Tarantino has cited his love for HI DIDDLE DIDDLE on multiple occaions, though its politics seem to be less important to him as its relentless pile-on of HELLZAPOPPIN'-style gags, so perhaps any sort of statement on patriotism is not intended on his part. But over the span of BASTERDS, as our normal emotional responses to wartime tropes are questioned and subverted - the steely, ignoble nobility of the German major who chooses death at the hand of the Bear Jew; being in a theatre watching and cheering the massacre of Nazis who are in a theatre watching and cheering the massacre of Americans; - it is entirely plausible that amidst what looks like a rah-rah-America movie about kickin' Nazi ass, that very notion would be tweaked by referencing one small occasion when Hollywood did not swallow the "Good War" pill. 

The second film in my sights, ALLONSANFAN is a bitter epic satire by Paolo & Vittorio Taviani, arthouse darlings from the late '70's lauded for films like PADRE PADRONE and NIGHT OF THE SHOOTING STARS, and still making waves today with their just-released neo-realist tale of prison lifers staging Shakespeare, CAESAR MUST DIE. Taking place post-Napoleon in Italy, a former Jacobin revolutionary named Fulvio (Marcello Mastroianni) jailed for his rebellion, has been freed and just wants to go back to his former life of comfort. However, he is dragged back into the fruitless struggle against the powers that be by his former comrades, no matter how many times he secretly betrays them and tries to escape to "normalcy." There are complications along the way due to immediate family, sexual escapades, illegitimate children, and other surprises. And his venality is especially brought into contrast by a naively doggedly young buck named "Allonsanfan" his name a comical malaprop of "Allons enfants," the first words of the French Marseillaise, indicating his status as a true believer in the revolution, versus Mastroianni's status as an opportunist at best. Made in the early '70's, it got a belated U.S. release in the early '80's, but has been long unavailable in any licensed form domestically (though I've seen it bootlegged to YouTube and torrents are likely out there). Thus I suspect Tarantino never saw this film - likely he just had the soundtrack as a Morricone fan and thought the score was cool. Nonetheless, there is definitely ground for homage deeper than just music.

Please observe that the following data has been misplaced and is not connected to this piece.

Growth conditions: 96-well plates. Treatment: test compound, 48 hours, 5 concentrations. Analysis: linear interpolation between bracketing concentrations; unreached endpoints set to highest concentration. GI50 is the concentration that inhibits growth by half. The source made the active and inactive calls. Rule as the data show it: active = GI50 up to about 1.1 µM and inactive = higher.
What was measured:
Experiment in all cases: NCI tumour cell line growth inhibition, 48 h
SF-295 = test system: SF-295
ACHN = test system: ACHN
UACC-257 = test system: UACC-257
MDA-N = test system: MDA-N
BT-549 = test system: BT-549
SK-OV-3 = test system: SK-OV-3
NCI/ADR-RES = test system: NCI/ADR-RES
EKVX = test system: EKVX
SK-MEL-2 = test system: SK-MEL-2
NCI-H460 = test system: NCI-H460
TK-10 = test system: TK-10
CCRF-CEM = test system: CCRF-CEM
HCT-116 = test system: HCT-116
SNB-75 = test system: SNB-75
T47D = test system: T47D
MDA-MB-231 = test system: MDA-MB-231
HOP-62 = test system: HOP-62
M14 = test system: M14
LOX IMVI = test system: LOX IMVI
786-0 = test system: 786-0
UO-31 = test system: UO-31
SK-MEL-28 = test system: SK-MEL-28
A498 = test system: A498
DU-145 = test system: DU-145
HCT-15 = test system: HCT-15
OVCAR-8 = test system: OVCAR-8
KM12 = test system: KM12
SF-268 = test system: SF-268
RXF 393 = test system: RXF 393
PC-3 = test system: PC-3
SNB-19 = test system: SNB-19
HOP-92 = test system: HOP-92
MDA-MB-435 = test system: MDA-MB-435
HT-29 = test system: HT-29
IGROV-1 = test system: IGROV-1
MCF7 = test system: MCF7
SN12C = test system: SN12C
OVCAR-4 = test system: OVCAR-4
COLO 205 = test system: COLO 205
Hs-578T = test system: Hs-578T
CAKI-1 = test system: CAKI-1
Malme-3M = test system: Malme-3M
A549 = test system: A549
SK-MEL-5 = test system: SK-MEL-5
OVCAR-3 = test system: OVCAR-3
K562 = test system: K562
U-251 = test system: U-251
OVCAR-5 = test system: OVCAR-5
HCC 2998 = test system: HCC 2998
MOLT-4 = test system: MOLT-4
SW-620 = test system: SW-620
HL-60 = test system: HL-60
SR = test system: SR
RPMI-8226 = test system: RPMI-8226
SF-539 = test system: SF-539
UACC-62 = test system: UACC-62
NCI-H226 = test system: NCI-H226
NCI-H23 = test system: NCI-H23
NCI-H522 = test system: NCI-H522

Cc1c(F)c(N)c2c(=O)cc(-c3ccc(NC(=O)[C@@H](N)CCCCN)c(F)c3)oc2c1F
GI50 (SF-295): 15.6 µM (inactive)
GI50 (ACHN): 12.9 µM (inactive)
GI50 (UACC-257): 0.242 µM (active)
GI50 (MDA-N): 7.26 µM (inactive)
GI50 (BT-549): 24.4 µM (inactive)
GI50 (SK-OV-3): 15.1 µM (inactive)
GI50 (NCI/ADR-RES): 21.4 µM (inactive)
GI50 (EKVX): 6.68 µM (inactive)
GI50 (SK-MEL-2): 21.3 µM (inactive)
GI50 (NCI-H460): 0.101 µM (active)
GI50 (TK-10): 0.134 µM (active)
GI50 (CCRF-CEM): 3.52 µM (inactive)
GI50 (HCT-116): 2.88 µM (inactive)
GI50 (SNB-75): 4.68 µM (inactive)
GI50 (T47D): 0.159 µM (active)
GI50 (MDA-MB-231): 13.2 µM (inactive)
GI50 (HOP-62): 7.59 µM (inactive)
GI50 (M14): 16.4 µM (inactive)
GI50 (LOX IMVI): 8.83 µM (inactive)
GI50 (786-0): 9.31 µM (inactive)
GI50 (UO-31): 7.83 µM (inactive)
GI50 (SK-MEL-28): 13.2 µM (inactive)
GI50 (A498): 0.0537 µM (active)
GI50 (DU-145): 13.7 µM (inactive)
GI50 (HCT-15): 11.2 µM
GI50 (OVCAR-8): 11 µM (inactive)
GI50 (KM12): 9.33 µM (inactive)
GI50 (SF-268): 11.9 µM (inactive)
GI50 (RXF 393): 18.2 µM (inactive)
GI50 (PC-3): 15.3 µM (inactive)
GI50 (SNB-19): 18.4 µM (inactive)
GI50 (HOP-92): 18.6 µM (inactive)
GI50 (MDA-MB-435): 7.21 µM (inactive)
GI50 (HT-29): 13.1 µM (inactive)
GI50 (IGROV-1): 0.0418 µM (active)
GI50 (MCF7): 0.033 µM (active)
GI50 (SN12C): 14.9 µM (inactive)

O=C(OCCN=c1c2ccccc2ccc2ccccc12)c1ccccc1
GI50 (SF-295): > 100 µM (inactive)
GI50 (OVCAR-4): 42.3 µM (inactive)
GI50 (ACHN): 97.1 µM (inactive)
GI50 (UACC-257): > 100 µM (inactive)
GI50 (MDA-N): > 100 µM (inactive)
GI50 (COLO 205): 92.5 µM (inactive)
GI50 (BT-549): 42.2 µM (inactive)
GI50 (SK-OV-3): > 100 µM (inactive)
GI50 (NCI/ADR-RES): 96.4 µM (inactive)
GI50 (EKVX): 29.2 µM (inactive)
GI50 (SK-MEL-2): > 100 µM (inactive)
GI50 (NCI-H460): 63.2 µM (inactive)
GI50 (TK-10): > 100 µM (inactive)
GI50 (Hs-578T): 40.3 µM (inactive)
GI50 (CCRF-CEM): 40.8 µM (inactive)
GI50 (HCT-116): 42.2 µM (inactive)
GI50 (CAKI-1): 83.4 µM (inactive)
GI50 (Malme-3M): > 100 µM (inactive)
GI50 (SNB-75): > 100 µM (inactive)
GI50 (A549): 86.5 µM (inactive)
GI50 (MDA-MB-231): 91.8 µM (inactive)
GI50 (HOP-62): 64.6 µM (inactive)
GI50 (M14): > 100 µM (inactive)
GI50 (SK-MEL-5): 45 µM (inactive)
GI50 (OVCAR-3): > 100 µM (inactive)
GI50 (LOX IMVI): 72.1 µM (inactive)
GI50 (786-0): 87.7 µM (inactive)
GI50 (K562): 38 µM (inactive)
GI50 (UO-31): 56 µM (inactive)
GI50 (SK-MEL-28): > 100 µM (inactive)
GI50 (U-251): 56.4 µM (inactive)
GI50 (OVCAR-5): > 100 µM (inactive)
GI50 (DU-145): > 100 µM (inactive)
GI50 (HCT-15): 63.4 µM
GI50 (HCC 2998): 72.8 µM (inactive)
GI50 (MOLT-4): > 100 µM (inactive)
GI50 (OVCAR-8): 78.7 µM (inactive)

Spoilers here, but you're not likely to see this movie anytime soon, so ya might as well keep reading...

The striking music that is featured in the ending and credits of BASTERDS, and as such has become synonymous to the movie in the same way Fukasaku's theme to BATTLES WITHOUT HONOR OR HUMANITY will be thought of as "the KILL BILL theme," is especially crucial to the ending of ALLONSANFAN. After all the Jacobins but Allonsanfan have been massacred by the very peasants they claimed to be fighting for, Allonsanfan finds Fulvio, and lies to him, saying the mission has succeeded, and the people have joined the soldiers. Fulvio in turn hallucinates, in a vivid touch of surrealism which uncannily also suggests some of the imagery later used by John Landis in his video for Michael Jackson's "Thriller" (though of course nobody in that project saw this film either), the living mixing with the dead whom we have seen perish throughout the course of the film, in a last dance of defiance; the composition is called "Rabbia e Tarantella," or "Rage and Dance." While Fulvio dismisses Allonsanfan's claim as ludicrous, he gives in to the fantasy, and dons his betrayed comrade's red color jacket, which causes himself to be killed shortly after by the forces he sold out to. Symbolizing the old maxim of Hell's greatest torment is for traitors, since he has spent the entire movie being torn between the camps of rebellion and bourgeoisie, he dies being a member of neither.